If there's one year to get your flu shot, this is it

News Sep 18, 2020 by David Nickle Toronto.com

As COVID-19 numbers continue to rise in the province and in Toronto, getting a seasonal flu shot is more important than ever.

“If there’s one year to get your flu shot, this is going to be the year,” said University of Toronto professor and World Health Organization advisor Dr. Natasha Crowcroft in an interview with the Toronto Star this summer. 

“Flu can really knock the socks off people, and then they’re going to be much more vulnerable to COVID-19,” she said.

The annual flu vaccine is easy to come by here in Ontario. Every fall, the Ministry of Health procures enough vaccine and provides it free of charge – there’s no need to even present an OHIP card to receive it.

The flu vaccination can prevent the illness or greatly reduce its symptoms – but this year it could be a life-saver should a patient also contract COVID-19.

According to Dr. Naveed Mohammed, president of the Osler Health Network – which includes Etobicoke General Hospital – the cold and flu season means that hospitals will be seeing more patients in general.

And because many symptoms of influenza are also symptoms of COVID-19, many more patients will need to be tested and potentially treated than in a typical year.

To help deal with that influx, Osler has established a cold and flue clinic at Peel memorial Hospital and is working to establish one in Etobicoke.

“Cold and flu symptoms and COVID-19 symptoms are very similar and testing is the only way to tell,” he said.

In the meantime, the Ontario Ministry of Health has not yet announced the beginning and distribution of flu vaccines – and no clinics have been scheduled.

According to the Ontario Ministry of Health, flu shots will be available from family health practitioners, and for people aged five to 64 at some participating pharmacies.

Young children and the elderly should be vaccinated by their health practitioner or Toronto Public Health.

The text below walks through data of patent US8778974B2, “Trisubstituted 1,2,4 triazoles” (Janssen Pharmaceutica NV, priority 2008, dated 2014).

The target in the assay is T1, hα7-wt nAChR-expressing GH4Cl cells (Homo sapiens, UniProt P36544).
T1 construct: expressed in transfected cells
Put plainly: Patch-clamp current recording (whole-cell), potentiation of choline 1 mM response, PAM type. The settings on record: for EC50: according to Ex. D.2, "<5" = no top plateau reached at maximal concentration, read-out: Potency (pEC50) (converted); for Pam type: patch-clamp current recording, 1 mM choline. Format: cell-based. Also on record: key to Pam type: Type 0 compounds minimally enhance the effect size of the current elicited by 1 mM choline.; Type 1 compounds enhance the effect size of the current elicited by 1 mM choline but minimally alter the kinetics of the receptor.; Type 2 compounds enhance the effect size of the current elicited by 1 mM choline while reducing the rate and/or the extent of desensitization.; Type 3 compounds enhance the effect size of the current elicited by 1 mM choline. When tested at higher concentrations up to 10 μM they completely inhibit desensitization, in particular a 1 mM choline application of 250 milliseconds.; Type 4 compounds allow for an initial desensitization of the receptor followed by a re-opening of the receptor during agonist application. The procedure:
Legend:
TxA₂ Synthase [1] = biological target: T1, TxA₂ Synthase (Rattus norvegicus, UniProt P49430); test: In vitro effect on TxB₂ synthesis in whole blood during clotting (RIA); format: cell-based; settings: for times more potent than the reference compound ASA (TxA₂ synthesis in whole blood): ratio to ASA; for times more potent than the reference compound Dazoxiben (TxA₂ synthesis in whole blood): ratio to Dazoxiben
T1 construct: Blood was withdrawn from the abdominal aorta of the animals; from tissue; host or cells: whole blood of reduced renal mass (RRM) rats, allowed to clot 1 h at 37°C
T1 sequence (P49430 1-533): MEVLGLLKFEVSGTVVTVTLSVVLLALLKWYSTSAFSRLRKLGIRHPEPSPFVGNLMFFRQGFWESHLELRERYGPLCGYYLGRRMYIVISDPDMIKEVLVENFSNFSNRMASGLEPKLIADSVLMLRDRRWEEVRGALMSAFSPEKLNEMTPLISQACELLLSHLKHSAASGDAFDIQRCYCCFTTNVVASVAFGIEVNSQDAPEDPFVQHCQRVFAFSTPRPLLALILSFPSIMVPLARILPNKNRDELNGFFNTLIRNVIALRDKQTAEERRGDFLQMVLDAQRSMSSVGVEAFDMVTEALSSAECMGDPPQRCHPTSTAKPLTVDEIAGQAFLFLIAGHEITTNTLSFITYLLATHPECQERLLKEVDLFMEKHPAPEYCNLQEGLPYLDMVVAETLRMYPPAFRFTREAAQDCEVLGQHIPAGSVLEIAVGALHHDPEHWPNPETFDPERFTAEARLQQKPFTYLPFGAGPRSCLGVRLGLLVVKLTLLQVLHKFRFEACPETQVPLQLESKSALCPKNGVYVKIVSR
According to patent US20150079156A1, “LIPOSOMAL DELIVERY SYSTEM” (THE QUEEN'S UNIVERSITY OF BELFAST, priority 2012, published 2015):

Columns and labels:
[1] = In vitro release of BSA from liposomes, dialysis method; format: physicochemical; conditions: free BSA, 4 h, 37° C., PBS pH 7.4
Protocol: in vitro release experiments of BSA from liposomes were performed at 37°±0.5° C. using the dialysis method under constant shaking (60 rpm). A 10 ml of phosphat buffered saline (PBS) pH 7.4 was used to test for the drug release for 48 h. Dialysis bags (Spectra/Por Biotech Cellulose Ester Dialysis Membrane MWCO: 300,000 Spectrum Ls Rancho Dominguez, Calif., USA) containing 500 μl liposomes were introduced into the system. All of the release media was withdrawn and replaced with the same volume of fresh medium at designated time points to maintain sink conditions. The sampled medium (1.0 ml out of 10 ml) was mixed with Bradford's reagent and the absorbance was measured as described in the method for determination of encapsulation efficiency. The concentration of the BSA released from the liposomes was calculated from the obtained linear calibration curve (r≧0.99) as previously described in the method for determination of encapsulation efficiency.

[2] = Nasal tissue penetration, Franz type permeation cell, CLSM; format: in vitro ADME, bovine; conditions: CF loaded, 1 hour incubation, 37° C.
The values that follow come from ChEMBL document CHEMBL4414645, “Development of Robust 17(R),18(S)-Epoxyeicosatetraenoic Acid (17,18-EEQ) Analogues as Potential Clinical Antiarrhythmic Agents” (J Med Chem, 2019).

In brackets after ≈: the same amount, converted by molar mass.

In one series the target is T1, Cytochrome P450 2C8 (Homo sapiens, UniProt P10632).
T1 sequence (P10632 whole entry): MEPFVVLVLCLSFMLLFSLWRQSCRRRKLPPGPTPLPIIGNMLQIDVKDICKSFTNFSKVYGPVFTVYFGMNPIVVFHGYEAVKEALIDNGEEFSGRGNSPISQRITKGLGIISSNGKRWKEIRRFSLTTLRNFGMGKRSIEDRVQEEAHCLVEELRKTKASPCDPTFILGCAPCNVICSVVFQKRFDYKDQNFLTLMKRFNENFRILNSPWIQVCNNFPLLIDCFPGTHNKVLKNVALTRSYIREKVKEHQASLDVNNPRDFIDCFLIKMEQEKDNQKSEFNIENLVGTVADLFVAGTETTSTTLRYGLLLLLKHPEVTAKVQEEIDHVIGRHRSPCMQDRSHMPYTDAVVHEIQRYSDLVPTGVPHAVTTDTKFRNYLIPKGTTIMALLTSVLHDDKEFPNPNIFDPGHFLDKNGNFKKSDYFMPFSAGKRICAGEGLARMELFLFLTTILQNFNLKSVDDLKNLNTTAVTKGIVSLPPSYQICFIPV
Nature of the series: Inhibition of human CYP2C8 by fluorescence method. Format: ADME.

Toronto Public Health expects to be able to announce a list of flu vaccine clinics around the city by the end of September, but as of Sept. 18 had posted no information on their websites.

Beyond the flu shot, the Ontario Ministry of Health recommends measures for flu prevention that should be familiar in 2020.

The Ministry recommends frequent hand-washing, covering mouths and noses when coughing and sneezing, remaining at home when feeling sick, and frequently cleaning and disinfecting of surfaces. 

Symptoms of the flu can include fever, chills, cough, runny eyes, stuffy nose, sore throat, headache, muscle aches, tiredness and loss of appetite.

If there's one year to get your flu shot, this is it

Experts say that immunization against influenza is crucial during the COVID-19 pandemic

News Sep 18, 2020 by David Nickle Toronto.com

As COVID-19 numbers continue to rise in the province and in Toronto, getting a seasonal flu shot is more important than ever.

“If there’s one year to get your flu shot, this is going to be the year,” said University of Toronto professor and World Health Organization advisor Dr. Natasha Crowcroft in an interview with the Toronto Star this summer. 

“Flu can really knock the socks off people, and then they’re going to be much more vulnerable to COVID-19,” she said.

The annual flu vaccine is easy to come by here in Ontario. Every fall, the Ministry of Health procures enough vaccine and provides it free of charge – there’s no need to even present an OHIP card to receive it.

The flu vaccination can prevent the illness or greatly reduce its symptoms – but this year it could be a life-saver should a patient also contract COVID-19.

According to Dr. Naveed Mohammed, president of the Osler Health Network – which includes Etobicoke General Hospital – the cold and flu season means that hospitals will be seeing more patients in general.

And because many symptoms of influenza are also symptoms of COVID-19, many more patients will need to be tested and potentially treated than in a typical year.